French-speaking Muslims complain about the high costs

Rajia Aboulkheir

Published: Updated:

Every year, a large number of Muslims from the world’s 29 official French-speaking countries travel to Saudi Arabia to perform Hajj, which is a compulsory pilgrimage to Makkah that every Muslim worldwide must make at least once in their life.

Pilgrims from Francophone countries, especially from North Africa and France, complained about the high costs of Hajj this year.

“The price remains very very high in France. This is the darkest point concerning Hajj,” Aziz Haddou, the President of the French association for Hajj & Omra, told Al Arabiya News.

“Prices start at and can go from 5500 euros ($6279) up to 8000 euros ($9133) which makes it impossible for some people to go,” he said explaining that there are still no established measures to help French Muslims who are unable to finance the journey.

In Islam, every able-bodied adult Muslim, who can financially afford the trip, must perform Hajj, at least once in their lifetime.
Haddou added that tour agencies are using Hajj as a profit tool.

In recent years, many French-speaking pilgrims have complained and filed lawsuits against Hajj tour agencies.

Meanwhile, Morocco’s Minister of Awqaf and Islamic Affairs seemed to echo Haddou’s concern.

Quoted by the country’s official news agency, the minister said that Moroccans are suffering from the high cost of the pilgrimage this year adding that “the increase was due to the devaluation of the Moroccan dirham against the Saudi riyal.”

This year saw a rise in the Saudi riyal exchange rate making the Saudi riyal equal to 2.55 Moroccan dirhams.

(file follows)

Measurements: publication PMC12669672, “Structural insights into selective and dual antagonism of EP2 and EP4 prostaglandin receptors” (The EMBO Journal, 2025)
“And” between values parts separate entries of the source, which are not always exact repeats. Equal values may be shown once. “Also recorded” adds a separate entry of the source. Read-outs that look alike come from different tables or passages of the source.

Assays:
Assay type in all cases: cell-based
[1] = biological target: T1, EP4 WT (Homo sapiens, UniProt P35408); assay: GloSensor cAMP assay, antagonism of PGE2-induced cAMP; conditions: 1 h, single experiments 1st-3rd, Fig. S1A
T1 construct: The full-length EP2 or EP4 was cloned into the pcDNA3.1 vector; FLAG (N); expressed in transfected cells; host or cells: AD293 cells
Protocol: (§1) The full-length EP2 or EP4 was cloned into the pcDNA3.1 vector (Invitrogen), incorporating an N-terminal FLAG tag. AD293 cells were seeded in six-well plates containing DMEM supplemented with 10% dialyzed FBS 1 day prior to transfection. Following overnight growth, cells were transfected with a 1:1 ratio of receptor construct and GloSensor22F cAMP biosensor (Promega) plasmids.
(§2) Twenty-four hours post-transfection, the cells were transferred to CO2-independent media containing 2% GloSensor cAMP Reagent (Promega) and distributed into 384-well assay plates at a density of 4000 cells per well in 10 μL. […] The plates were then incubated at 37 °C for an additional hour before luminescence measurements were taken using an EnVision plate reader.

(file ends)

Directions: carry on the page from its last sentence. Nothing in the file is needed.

In Morocco, the total amount required for the pilgrimage is around AED 4045 ($ 1160).

But some Hajj tour agencies did not seem to be affected by the high prices complaints and managed to sell out their tickets.

“We sold almost the same number of tickets this year. However the demand was much higher than 2014,” Arielle Mace, an employee at the Paris-based Hajj tour agency “Le Pelerinage” told Al Arabiya News.

“Our agency was given 360 tickets to sell for the Hajj season and all of them were sold in a very short time,” she added.

Mace added that the number of Hajj visas granted by Saudi Arabia are reasonable and allow most of the French Muslims population who want to perform Hajj to leave for the journey.

According to the Conseil français du culte musulman (CFCM), the Saudi embassy in Paris issues approximately 25,000 Hajj visas every year for France’s Muslims.
The high prices are not preventing French-speaking worshippers from North Africa to travel and perform Hajj.

In Tunisia, around 8300 Muslims are expected to perform the pilgrimage this year, Moez Bojamil, the general manager of national services and residences, told Al Arabiya News.

Meanwhile, in Algeria, 28,800 Algerians are expected to travel to Makkah to perform Hajj, according to the general manager at the ministry of Awkaf.

This year's pilgrimage coincides with a refugee crisis in Europe after millions of asylum seekers, most of them Muslim, fled wars in Syria, Iraq and Afghanistan.